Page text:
- The Washington Times - Monday, February 9, 2009

Diplomatic traffic

Foreign visitors in Washington this week include:


Foreign Minister Karel Schwarzenberg of the Czech Republic, who addresses the Brookings Institution and meets with Sen. John Kerry, Massachusetts Democrat and chairman of the Senate Foreign Relations Committee. He meets with Secretary of State Hillary Rodham Clinton on Tuesday.

Chakib Khelil, former president of the Organization of Petroleum Exporting Countries and current Algerian minister of energy and mining. He addresses Johns Hopkins University’s Paul H. Nitze School of Advanced International Studies.


Farhad Khosrokhavar, a professor at the School for Advanced Studies in the Social Sciences in Paris and author of the book “Inside Jihadism: Understanding Jihadi Movements Worldwide.” He joins a panel discussion, “Al Qaeda Today,” at the Washington Institute for Near East Policy.

Ji-won Yang, vice president of South Korea’s Daejeon Green Growth Forum. He addresses the Center for Strategic and International Studies on the forum’s effort to coordinate environmental issues with private industry and central and local governments.

Gunilla Carlsson, minister for international development cooperation at the Swedish Foreign Ministry, and Mark Lowcock, director-general for country programs at Britain’s Department for International Development. They participate in a panel discussion on trans-Atlantic leadership at the German Marshall Fund of the United States.

Abuk Bak Macham, an exile from Sudan who was enslaved for 10 years, and Franco Majok, a former Sudanese exile who returned to build a school in his native village. They join a panel discussion, “Out of Exile: Narratives From the Abducted and Displaced People of Sudan,” at the Center for American Progress.

Pavol Demes, director of the German Marshall Fund office in Bratislava, Slovakia; Irina Krasovskaya, president of the We Remember Foundation, a civil rights organization in Belarus and wife of Anatoly Krasovsky, a missing Belarusian opposition leader; and Pavel Marozau, coordinator of the Third Way of Belarus. They participate in a panel discussion at the German Marshall Fund of the United States to discuss democratic opposition to authoritarian President Alexander Lukashenko and the economic and political conditions facing Belarus.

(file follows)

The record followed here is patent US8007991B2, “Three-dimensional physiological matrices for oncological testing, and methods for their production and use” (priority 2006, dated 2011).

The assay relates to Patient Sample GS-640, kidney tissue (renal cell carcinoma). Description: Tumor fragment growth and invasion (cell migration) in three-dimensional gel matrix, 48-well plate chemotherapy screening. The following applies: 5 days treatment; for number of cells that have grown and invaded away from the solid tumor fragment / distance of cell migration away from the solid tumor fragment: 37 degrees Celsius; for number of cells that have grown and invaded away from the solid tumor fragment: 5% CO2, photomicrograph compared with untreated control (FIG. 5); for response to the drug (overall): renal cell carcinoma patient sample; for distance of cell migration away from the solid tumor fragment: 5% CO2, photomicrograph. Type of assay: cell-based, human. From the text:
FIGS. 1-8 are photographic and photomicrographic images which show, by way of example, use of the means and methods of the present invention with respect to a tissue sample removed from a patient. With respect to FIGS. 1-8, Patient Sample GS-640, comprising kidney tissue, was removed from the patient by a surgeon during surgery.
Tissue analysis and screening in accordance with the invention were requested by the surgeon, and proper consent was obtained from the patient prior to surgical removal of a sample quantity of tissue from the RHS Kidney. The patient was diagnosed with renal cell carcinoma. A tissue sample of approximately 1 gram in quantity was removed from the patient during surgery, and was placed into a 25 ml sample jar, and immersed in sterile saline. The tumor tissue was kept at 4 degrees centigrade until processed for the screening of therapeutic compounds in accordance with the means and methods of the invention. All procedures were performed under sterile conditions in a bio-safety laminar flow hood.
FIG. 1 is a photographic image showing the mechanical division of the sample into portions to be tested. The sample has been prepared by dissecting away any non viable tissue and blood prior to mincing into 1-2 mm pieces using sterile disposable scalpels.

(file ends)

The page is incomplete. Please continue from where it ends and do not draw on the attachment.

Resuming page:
Pablo Solon, Bolivia’s ambassador to the United Nations and a close adviser to President Evo Morales. He addresses the Inter-American Dialogue on political conditions in Bolivia.

Suvash Darnal, founding chairman of Nepal’s Jagaran Media Center, which promotes the rights of the Dalits, the so-called “untouchables” on the lowest level of the Hindu caste system. He discusses his work at a briefing organized by the International Forum for Democratic Studies of the National Endowment for Democracy.

Miguel A. Kiguel, former president of Argentina’s Hipotecario Bank and former undersecretary of finance and deputy general manager of the Central Bank of Argentina. Mr. Kiguel, now the EconView consulting group in Buenos Aires, discusses Argentina’s financial crisis in a forum at the Inter-American Dialogue.


Atul Khare, the U.N. secretary-general’s representative for East Timor, who addresses the International Republican Institute and the East-West Center in Washington.

Frederick Loua, president of Equal Rights for All in Guinea, who speaks on “Guinea After the Coup: New Opportunities for Reform” at Johns Hopkins University’s Paul H. Nitze School of Advanced International Studies.

• Call Embassy Row at 202/636-3297, fax 202/832-7278 or e-mail James Morrison.

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